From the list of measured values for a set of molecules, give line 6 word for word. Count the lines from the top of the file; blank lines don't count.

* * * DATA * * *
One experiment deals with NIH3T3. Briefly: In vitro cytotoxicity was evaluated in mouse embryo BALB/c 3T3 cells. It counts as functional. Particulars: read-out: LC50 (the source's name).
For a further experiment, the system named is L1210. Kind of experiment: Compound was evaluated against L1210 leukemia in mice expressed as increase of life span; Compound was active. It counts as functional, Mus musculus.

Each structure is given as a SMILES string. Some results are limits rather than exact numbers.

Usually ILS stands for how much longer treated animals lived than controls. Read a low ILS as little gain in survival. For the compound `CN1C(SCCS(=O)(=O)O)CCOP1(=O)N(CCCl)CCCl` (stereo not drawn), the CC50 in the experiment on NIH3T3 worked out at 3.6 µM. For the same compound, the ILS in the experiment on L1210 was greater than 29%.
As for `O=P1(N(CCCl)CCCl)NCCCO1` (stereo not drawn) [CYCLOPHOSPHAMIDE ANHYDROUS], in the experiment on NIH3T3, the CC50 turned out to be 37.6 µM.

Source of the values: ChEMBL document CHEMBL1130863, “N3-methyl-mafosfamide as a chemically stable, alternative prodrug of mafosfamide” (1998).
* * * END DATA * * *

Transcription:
Source of the values: ChEMBL document CHEMBL1130863, “N3-methyl-mafosfamide as a chemically stable, alternative prodrug of mafosfamide” (1998).